Top events in Tokyo right now
Shinagawa Yaki-imo Terrace
Sure, snuggling up with a blanket and a roasted sweet potato in hand is super comfy, but the real way forward is to enjoy this Tokyo winter staple in the outdoors, served steaming hot from a cart – and this week-long event in Shinagawa lets you do exactly that. The size of the festival area is huge, so there will be plenty of stands covering sweet-potato types you wouldn’t usually be able to eat in Tokyo, plus all sort of other yaki-imo-flavoured snacks and drinks. Taste a bunch to find your favourite, but keep in mind to arrive early – most stalls only operate until they sell out.
Hyakudan Hina Matsuri
The Meguro Gajoen throws open its Hyakudan Kaidan – a series of seven extravagantly decorated rooms, linked by a 99-step staircase, that's usually closed to the general public – for Tokyo's fanciest display of historic Hina Matsuri dolls. Now into its 11th year, the latest Hyakudan Hina Matsuri focuses on exquisitely crafted dolls from Inaba (Tottori), Izumo (Shimane) and Hagi (Yamaguchi). The highlights include a two-metre tall hina doll decoration from Yonago (Tottori), and a zashiki-bina, a display featuring over 500 dolls. You can also compare hina dolls of different eras, ranging from the Edo (1603-1868) to the Reiwa period (from 2019).
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Best wine bars in Tokyo – natural wines included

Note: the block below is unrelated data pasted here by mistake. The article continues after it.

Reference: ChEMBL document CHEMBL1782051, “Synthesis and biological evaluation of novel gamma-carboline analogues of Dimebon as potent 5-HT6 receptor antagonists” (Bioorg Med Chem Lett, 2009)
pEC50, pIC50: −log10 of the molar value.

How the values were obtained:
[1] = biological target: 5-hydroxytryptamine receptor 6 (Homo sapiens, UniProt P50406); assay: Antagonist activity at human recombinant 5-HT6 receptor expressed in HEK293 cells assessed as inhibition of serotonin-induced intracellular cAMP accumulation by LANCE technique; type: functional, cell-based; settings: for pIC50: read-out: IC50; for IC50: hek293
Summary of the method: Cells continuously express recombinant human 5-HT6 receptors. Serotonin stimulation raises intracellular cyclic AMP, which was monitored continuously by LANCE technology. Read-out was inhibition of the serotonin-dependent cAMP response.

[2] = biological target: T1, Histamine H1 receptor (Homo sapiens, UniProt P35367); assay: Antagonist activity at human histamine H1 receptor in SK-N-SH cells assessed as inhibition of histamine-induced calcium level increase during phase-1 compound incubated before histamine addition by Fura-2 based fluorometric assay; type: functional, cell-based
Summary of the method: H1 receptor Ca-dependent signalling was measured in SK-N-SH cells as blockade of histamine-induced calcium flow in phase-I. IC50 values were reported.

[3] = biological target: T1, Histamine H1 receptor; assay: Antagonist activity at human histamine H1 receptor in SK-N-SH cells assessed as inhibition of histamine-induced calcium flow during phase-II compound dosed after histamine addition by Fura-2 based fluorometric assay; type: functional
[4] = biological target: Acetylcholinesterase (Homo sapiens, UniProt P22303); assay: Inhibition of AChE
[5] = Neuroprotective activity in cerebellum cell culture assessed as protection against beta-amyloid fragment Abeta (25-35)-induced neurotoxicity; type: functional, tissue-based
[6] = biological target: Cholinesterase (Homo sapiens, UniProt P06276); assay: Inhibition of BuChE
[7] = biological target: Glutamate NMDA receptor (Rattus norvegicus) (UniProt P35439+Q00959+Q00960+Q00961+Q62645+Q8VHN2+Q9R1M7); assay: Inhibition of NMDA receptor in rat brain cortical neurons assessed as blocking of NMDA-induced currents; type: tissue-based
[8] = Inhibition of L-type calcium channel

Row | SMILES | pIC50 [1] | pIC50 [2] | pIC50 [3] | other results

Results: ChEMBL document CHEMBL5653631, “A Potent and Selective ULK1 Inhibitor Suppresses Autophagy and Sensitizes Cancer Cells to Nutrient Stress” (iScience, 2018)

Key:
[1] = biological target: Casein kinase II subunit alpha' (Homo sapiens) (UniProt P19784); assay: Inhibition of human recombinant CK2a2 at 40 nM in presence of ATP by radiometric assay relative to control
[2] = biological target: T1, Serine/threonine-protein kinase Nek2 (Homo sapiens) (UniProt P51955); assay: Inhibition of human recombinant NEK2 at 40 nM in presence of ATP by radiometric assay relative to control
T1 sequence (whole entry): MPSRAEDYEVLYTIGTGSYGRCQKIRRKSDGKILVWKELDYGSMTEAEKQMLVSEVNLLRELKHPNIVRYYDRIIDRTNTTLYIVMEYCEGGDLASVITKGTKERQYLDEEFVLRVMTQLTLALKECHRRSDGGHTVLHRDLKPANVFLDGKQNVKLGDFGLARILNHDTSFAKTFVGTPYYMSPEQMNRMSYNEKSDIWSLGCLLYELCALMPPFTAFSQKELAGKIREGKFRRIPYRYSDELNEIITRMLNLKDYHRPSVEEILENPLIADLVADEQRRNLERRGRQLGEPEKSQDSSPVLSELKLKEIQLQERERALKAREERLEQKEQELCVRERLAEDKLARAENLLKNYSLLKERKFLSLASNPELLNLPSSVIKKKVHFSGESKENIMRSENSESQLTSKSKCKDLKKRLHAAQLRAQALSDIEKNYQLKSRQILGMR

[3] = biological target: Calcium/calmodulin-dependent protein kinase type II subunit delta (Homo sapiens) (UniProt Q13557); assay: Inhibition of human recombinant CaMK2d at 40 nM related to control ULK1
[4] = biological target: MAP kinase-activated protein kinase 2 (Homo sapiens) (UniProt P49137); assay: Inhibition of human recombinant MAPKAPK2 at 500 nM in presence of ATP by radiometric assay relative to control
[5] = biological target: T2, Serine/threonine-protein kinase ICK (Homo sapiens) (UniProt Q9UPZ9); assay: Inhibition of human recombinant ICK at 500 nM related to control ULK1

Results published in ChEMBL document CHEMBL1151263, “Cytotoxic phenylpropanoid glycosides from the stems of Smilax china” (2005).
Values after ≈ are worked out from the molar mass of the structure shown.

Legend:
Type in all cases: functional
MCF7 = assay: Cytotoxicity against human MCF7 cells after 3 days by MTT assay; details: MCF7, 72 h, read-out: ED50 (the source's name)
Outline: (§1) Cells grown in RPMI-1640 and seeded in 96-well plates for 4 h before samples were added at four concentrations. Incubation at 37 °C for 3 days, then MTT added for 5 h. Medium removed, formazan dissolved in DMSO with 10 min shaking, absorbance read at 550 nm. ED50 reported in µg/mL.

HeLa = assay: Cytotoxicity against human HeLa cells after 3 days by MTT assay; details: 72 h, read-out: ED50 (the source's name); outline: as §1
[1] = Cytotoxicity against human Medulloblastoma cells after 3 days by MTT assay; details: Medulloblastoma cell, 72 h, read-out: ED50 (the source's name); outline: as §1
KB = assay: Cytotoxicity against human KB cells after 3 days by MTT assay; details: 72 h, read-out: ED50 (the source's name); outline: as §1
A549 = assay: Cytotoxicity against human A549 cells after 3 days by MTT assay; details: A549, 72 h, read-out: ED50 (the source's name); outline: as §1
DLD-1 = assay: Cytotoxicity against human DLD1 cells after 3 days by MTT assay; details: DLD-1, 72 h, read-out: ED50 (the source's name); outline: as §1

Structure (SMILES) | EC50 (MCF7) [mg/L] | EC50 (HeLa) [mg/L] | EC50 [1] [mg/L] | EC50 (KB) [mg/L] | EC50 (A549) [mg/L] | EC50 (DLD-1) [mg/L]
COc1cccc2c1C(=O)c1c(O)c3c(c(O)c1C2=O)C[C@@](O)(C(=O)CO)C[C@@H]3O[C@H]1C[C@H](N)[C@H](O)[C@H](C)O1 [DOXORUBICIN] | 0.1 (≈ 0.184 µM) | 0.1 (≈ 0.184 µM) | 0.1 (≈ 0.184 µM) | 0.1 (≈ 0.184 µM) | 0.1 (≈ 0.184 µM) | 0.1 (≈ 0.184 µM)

Sake may be Japan’s national drink but the country is equally famed for its whisky and beer. However, in recent years, wine production and consumption in the country are gaining momentum as well. Yamanashi, Nagano, Hokkaido, Yamagata and Niigata are Japan’s preeminent producers of wine. Little do people know that grapes have been cultivated in Japan since the 8th century but it wasn't until the 1870s that they were turned into wine with the first brewery set up in Japan. About a hundred years later, production started to take off as Japanese brewers went to study in Europe and brought back the technical know-how to improve local grape breeds and brewing methods. Keep a lookout for Japan’s indigenous koshu grape, which has been garnering attention both domestically and internationally for its crispness, acidity and delicate taste. Another popular Japanese varietal is the red grape Muscat Bailey A; it typically creates light and fruity wines that are low in tannins and acidity. Additionally, the natural wine movement that is showing an upward trend around the world has hit Tokyo, too. And in case you’re wondering what exactly makes a wine ‘natural’, it’s when the wine is produced with minimal intervention – nothing added, nothing removed. No chemicals or artificial fertilisers are used on the vines nor is there any manipulation of flavour or additives used in the winemaking process. So whether you’re after a stylish standing bar, cellar-door hideout, homely hole-in-the-wall